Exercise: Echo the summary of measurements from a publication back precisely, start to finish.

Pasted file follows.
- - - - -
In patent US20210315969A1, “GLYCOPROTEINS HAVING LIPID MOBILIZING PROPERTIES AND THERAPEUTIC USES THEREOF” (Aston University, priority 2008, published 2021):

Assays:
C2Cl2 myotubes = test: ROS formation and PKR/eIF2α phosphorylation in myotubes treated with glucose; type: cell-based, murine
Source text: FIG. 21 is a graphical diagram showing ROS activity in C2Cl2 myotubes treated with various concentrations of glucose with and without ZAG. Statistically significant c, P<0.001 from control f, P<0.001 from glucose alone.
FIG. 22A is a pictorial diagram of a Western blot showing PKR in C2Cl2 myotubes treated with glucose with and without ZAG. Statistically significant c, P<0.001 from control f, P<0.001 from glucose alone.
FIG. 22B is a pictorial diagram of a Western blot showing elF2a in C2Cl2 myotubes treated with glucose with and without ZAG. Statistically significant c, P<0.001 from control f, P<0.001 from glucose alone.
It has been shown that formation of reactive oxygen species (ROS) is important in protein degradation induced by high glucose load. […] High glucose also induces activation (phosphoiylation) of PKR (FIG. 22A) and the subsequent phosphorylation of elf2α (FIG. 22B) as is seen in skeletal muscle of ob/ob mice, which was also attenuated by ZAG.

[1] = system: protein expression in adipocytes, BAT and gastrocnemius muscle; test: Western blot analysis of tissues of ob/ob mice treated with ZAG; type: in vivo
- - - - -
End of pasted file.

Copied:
In patent US20210315969A1, “GLYCOPROTEINS HAVING LIPID MOBILIZING PROPERTIES AND THERAPEUTIC USES THEREOF” (Aston University, priority 2008, published 2021):

Assays:
C2Cl2 myotubes = test: ROS formation and PKR/eIF2α phosphorylation in myotubes treated with glucose; type: cell-based, murine
Source text: FIG. 21 is a graphical diagram showing ROS activity in C2Cl2 myotubes treated with various concentrations of glucose with and without ZAG. Statistically significant c, P<0.001 from control f, P<0.001 from glucose alone.
FIG. 22A is a pictorial diagram of a Western blot showing PKR in C2Cl2 myotubes treated with glucose with and without ZAG. Statistically significant c, P<0.001 from control f, P<0.001 from glucose alone.
FIG. 22B is a pictorial diagram of a Western blot showing elF2a in C2Cl2 myotubes treated with glucose with and without ZAG. Statistically significant c, P<0.001 from control f, P<0.001 from glucose alone.
It has been shown that formation of reactive oxygen species (ROS) is important in protein degradation induced by high glucose load. […] High glucose also induces activation (phosphoiylation) of PKR (FIG. 22A) and the subsequent phosphorylation of elf2α (FIG. 22B) as is seen in skeletal muscle of ob/ob mice, which was also attenuated by ZAG.

[1] = system: protein expression in adipocytes, BAT and gastrocnemius muscle; test: Western blot analysis of tissues of ob/ob mice treated with ZAG; type: in vivo